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 Physics , 2008, DOI: 10.1140/epjb/e2008-00405-5 Abstract: Can one understand the statistics of wins and losses of baseball teams? Are their consecutive-game winning and losing streaks self-reinforcing or can they be described statistically? We apply the Bradley-Terry model, which incorporates the heterogeneity of team strengths in a minimalist way, to answer these questions. Excellent agreement is found between the predictions of the Bradley-Terry model and the rank dependence of the average number team wins and losses in major-league baseball over the past century when the distribution of team strengths is taken to be uniformly distributed over a finite range. Using this uniform strength distribution, we also find very good agreement between model predictions and the observed distribution of consecutive-game team winning and losing streaks over the last half-century; however, the agreement is less good for the previous half-century. The behavior of the last half-century supports the hypothesis that long streaks are primarily statistical in origin with little self-reinforcing component. The data further show that the past half-century of baseball has been more competitive than the preceding half-century.
 PLOS ONE , 2012, DOI: 10.1371/journal.pone.0011663 Abstract: Research in competitive games has exclusively focused on how opponent models are developed through previous outcomes and how peoples' decisions relate to normative predictions. Little is known about how rapid impressions of opponents operate and influence behavior in competitive economic situations, although such subjective impressions have been shown to influence cooperative decision-making. This study investigates whether an opponent's face influences players' wagering decisions in a zero-sum game with hidden information. Participants made risky choices in a simplified poker task while being presented opponents whose faces differentially correlated with subjective impressions of trust. Surprisingly, we find that threatening face information has little influence on wagering behavior, but faces relaying positive emotional characteristics impact peoples' decisions. Thus, people took significantly longer and made more mistakes against emotionally positive opponents. Differences in reaction times and percent correct were greatest around the optimal decision boundary, indicating that face information is predominantly used when making decisions during medium-value gambles. Mistakes against emotionally positive opponents resulted from increased folding rates, suggesting that participants may have believed that these opponents were betting with hands of greater value than other opponents. According to these results, the best “poker face” for bluffing may not be a neutral face, but rather a face that contains emotional correlates of trustworthiness. Moreover, it suggests that rapid impressions of an opponent play an important role in competitive games, especially when people have little or no experience with an opponent.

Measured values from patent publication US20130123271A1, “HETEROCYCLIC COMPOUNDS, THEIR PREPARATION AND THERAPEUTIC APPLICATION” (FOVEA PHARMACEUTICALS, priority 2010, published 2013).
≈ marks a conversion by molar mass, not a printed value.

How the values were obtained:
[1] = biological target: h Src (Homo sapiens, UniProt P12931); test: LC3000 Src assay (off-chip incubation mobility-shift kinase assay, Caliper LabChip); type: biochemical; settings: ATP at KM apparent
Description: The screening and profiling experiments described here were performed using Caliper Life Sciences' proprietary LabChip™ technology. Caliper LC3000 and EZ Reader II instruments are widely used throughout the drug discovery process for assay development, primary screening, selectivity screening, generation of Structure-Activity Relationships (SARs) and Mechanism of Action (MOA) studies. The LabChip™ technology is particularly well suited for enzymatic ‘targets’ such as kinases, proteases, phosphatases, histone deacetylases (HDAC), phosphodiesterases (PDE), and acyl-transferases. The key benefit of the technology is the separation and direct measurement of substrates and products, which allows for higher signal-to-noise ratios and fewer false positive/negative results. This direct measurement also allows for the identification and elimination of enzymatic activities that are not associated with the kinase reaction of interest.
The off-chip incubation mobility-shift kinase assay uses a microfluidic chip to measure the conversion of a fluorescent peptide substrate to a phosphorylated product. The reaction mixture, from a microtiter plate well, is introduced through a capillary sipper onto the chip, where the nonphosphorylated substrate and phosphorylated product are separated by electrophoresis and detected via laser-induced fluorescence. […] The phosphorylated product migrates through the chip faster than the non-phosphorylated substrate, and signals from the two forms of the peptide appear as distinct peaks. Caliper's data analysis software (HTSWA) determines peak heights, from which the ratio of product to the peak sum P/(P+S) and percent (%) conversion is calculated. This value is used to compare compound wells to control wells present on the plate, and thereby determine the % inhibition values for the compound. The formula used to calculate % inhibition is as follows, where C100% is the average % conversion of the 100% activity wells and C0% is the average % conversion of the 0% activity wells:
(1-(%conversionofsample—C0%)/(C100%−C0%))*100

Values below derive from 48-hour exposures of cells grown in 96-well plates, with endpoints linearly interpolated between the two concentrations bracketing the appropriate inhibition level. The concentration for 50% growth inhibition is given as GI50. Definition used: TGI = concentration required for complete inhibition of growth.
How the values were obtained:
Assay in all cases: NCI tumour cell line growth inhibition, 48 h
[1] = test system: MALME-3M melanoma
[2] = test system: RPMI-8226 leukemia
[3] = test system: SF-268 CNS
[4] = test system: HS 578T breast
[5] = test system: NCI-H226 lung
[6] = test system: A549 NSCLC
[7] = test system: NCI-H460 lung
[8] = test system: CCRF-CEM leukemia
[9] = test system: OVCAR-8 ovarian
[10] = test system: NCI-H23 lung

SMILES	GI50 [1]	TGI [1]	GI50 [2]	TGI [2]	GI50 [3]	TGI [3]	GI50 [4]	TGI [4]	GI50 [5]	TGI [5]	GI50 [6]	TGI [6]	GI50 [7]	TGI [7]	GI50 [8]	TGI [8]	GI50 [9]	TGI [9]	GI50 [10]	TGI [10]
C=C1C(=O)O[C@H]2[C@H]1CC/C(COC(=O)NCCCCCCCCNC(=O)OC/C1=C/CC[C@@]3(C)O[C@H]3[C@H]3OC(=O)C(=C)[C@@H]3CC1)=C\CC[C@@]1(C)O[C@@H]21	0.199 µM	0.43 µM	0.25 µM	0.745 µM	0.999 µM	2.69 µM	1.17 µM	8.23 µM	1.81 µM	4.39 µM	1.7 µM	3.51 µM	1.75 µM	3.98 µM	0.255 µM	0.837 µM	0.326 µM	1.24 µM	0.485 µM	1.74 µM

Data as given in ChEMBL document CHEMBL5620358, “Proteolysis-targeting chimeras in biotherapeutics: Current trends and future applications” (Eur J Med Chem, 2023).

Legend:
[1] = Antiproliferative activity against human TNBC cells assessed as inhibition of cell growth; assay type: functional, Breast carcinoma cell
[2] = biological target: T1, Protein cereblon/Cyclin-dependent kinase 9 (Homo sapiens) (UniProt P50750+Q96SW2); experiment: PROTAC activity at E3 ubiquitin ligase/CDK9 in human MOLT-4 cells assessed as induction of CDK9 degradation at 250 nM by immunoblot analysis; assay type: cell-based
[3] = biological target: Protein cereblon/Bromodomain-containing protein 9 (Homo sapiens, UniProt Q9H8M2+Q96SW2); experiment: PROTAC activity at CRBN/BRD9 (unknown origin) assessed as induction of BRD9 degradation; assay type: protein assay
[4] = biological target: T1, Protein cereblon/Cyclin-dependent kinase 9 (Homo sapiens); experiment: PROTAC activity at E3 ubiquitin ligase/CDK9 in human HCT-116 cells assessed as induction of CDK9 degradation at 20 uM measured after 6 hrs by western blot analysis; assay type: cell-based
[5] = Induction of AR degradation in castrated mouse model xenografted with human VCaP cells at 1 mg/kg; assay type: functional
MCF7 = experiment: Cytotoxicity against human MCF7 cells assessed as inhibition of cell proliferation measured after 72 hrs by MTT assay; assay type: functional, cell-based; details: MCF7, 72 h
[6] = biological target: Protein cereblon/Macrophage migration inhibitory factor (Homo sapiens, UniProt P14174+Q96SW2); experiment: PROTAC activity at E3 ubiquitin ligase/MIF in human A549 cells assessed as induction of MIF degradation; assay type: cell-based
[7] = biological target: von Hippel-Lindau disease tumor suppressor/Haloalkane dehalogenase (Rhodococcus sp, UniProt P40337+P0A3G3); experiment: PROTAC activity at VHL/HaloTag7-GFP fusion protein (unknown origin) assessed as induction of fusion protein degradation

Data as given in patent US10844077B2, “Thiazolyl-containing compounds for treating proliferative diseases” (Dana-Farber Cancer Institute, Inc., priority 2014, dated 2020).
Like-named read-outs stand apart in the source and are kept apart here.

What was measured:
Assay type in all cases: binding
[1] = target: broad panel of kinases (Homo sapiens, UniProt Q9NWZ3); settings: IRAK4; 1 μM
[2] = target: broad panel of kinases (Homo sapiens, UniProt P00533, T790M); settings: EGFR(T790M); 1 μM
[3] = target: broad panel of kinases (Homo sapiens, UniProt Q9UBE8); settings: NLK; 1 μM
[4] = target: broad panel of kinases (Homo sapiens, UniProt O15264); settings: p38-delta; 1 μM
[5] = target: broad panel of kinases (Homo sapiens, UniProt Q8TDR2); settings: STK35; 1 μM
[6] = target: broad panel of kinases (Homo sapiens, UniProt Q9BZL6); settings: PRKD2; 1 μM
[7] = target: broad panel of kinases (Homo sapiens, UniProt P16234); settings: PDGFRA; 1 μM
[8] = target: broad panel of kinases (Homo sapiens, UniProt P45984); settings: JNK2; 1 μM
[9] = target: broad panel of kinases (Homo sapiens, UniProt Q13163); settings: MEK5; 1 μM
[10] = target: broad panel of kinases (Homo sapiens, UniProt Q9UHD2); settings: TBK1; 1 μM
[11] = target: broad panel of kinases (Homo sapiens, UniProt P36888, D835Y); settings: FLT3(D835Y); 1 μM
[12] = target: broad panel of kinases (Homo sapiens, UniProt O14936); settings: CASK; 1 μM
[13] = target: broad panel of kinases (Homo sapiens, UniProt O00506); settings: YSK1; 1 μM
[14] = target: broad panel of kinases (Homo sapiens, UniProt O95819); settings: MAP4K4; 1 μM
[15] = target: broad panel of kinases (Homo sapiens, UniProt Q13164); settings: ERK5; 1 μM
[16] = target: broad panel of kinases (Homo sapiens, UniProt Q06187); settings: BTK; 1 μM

PLOS ONE , 2012, DOI: 10.1371/journal.pone.0051367 Abstract: Data analysis is used to test the hypothesis that “hitting is contagious”. A statistical model is described to study the effect of a hot hitter upon his teammates’ batting during a consecutive game hitting streak. Box score data for entire seasons comprising streaks of length games, including a total observations were compiled. Treatment and control sample groups () were constructed from core lineups of players on the streaking batter’s team. The percentile method bootstrap was used to calculate confidence intervals for statistics representing differences in the mean distributions of two batting statistics between groups. Batters in the treatment group (hot streak active) showed statistically significant improvements in hitting performance, as compared against the control. Mean for the treatment group was found to be to percentage points higher during hot streaks (mean difference increased points), while the batting heat index introduced here was observed to increase by points. For each performance statistic, the null hypothesis was rejected at the significance level. We conclude that the evidence suggests the potential existence of a “statistical contagion effect”. Psychological mechanisms essential to the empirical results are suggested, as several studies from the scientific literature lend credence to contagious phenomena in sports. Causal inference from these results is difficult, but we suggest and discuss several latent variables that may contribute to the observed results, and offer possible directions for future research.
 Physics , 2012, DOI: 10.1142/S0129183112500635 Abstract: One-directional traffic on two-lanes is modeled in the framework of a spring-block type model. A fraction $q$ of the cars are allowed to change lanes, following simple dynamical rules, while the other cars keep their initial lane. The advance of cars, starting from equivalent positions and following the two driving strategies is studied and compared. As a function of the parameter $q$ the winning probability and the average gain in the advancement for the lane-changing strategy is computed. An interesting phase-transition like behavior is revealed and conclusions are drawn regarding the conditions when the lane changing strategy is the better option for the drivers.
 Mathematics , 2015, Abstract: We introduce and develop a class of \textit{Cantor-winning} sets that share the same amenable properties as the classical winning sets associated to Schmidt's $(\alpha,\beta)$-game: these include maximal Hausdorff dimension, invariance under countable intersections with other Cantor-winning sets and invariance under bi-Lipschitz homeomorphisms. It is then demonstrated that a wide variety of badly approximable sets appearing naturally in the theory of Diophantine approximation fit nicely into our framework. As applications of this phenomenon we answer several previously open questions, including some related to the Mixed Littlewood conjecture and the $\times2, \times3$ problem.